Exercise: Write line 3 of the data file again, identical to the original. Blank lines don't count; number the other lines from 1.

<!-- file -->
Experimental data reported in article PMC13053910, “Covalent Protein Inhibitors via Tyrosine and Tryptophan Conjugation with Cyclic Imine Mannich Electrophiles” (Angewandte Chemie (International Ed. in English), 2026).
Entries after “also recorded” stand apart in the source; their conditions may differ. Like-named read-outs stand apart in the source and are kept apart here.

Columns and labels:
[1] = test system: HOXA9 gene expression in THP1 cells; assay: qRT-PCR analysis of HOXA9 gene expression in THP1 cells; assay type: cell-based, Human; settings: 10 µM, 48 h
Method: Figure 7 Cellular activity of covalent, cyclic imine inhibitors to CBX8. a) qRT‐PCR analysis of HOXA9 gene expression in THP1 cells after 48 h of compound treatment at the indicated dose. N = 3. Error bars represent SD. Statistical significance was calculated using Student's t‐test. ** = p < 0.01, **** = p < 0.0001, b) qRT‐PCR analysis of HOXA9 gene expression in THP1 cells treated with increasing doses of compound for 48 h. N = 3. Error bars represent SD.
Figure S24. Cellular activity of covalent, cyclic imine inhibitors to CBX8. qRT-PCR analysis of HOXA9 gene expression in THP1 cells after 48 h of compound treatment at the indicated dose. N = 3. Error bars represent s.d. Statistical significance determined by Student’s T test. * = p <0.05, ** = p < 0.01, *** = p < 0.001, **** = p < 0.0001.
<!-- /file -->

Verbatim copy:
Columns and labels: